Soldiers from 3 Para Parachute from a Hercules Aircraft
Paratroopers descend to earth from a Royal Air Force Hercules aircraft during a demonstration of their skills.
Over 120 troops from A Company, 3 PARA, ( 3rd Battalion, The Parachute Regiment) demonstrated their skills to forty NATO Defence Attaches as part of the Airborne Task Force.
The attaches watched as the Para's deployed out of two C130 Hercules aircraft flying at 800 feet above the Everleigh Dropping Zone (DZ) on Salisbury Plain. The Exercise, named EAGLES FLIGHT, included Helicopter assaults and Rapid Air Landings at South Cerney airfield.
3 PARA's main role along with 5th Battalion, Royal Regiment of Scotland, is to train as part of the British Army's rapid reaction force
© Crown Copyright
The Wright brothers first powered flight
Photograph of the first powered flight, made by Orville Wright on 17 December 1903 near Kill Devil Hill, Kitty Hawk, North Carolina. Wright can be seen lying on the lower wing of the 12 horse- power, chain-driven Flyer I. The photo was taken as the aircraft left the ground at the end of the take-off rail visible at left. The flight lasted for about 12 seconds, covering a distance of 36.5 metres (120 feet) at an airspeed of 48 kilometres/ hour (30 miles/hour), a groundspeed of 10.9 kilometres/hour (6.8 miles/hour) and an altitude of 2.5-3.5 metres (8-12 feet)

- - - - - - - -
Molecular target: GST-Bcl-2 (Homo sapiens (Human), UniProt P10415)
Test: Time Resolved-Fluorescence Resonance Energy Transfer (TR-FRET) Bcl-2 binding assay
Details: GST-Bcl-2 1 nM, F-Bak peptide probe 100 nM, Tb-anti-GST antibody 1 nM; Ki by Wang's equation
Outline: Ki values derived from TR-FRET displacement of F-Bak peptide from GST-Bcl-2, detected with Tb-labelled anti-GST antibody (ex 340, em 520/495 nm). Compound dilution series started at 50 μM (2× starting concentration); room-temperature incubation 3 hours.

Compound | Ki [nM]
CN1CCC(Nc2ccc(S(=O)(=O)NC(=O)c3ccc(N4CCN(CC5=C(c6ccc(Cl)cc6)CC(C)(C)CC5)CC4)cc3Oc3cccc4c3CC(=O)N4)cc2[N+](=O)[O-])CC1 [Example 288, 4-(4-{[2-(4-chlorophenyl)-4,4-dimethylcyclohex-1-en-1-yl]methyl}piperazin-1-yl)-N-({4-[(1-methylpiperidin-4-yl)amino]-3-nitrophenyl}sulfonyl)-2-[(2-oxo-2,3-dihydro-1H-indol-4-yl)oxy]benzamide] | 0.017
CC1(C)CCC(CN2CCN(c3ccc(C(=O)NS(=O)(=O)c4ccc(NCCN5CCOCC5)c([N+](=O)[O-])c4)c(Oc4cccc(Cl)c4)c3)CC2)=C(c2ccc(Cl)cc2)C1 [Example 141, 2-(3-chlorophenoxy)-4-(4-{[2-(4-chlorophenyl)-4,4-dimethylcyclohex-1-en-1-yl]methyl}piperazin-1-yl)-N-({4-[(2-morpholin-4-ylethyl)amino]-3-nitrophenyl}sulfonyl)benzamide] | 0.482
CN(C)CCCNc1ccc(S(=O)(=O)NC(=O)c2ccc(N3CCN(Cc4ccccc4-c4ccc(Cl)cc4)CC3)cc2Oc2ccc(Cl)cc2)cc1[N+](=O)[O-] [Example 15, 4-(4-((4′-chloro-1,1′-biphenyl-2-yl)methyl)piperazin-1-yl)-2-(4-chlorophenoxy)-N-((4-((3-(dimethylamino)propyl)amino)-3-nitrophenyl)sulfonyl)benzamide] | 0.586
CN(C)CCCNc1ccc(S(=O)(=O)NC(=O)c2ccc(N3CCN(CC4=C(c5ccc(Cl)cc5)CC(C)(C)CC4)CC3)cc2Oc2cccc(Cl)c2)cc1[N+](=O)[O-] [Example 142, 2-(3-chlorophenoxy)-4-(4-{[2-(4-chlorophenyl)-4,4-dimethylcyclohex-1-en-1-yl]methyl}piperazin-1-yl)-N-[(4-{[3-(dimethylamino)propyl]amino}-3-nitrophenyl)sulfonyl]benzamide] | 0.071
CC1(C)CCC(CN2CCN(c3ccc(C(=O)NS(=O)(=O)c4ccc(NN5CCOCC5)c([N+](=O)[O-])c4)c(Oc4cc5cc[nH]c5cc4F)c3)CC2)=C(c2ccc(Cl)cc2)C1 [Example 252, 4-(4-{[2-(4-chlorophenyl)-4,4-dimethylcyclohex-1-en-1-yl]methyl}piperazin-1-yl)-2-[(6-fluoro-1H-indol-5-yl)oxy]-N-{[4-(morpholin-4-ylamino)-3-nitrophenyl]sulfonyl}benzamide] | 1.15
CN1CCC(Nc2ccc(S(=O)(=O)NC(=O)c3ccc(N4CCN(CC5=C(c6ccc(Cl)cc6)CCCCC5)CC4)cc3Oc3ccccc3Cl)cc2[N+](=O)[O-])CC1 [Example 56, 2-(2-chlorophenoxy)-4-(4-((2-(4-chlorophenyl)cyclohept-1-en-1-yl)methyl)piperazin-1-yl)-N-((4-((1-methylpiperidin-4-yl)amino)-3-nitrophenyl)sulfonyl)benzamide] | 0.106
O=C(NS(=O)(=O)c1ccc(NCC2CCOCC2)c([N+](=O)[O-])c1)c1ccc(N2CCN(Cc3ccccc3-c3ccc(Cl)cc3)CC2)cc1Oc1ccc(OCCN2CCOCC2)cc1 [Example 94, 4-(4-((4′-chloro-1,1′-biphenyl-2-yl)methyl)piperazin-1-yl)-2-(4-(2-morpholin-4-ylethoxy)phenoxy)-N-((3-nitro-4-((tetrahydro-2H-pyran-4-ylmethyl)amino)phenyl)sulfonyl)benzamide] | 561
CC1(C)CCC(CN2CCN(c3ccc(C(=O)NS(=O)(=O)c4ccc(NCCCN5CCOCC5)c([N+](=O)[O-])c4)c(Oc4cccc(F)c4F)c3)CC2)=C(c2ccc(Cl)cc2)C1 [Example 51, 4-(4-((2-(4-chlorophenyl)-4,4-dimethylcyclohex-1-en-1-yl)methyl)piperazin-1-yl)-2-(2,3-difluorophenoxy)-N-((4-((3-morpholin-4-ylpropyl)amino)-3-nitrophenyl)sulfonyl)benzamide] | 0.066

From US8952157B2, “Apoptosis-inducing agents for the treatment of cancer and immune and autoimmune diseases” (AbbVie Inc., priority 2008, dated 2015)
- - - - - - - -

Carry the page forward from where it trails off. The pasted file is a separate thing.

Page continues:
© Us Library Of Congress/Science Photo Library
Map of the City of Dublin, 1797
Map of the City of Dublin, Ireland. Published in 1797, this map includes details of the canals being built at the time. Canal Harbour (lower right) connects across bottom with the Grand Canal (lower left). The Royal Canal (upper right and a branch at upper centre) was a competing canal. Running across centre is the River Liffey. Borders of the city's wards are marked in coloured lines, with a key at lower right, next to the city coat of arms. The scale at lower left is in both English and Irish miles. In 1797, Ireland was ruled by Britain, and this map was published by the geographer to King George III and the Prince of Wales (the future King George IV)
© LIBRARY OF CONGRESS, GEOGRAPHY AND MAP DIVISION/SCIENCE PHOTO LIBRARY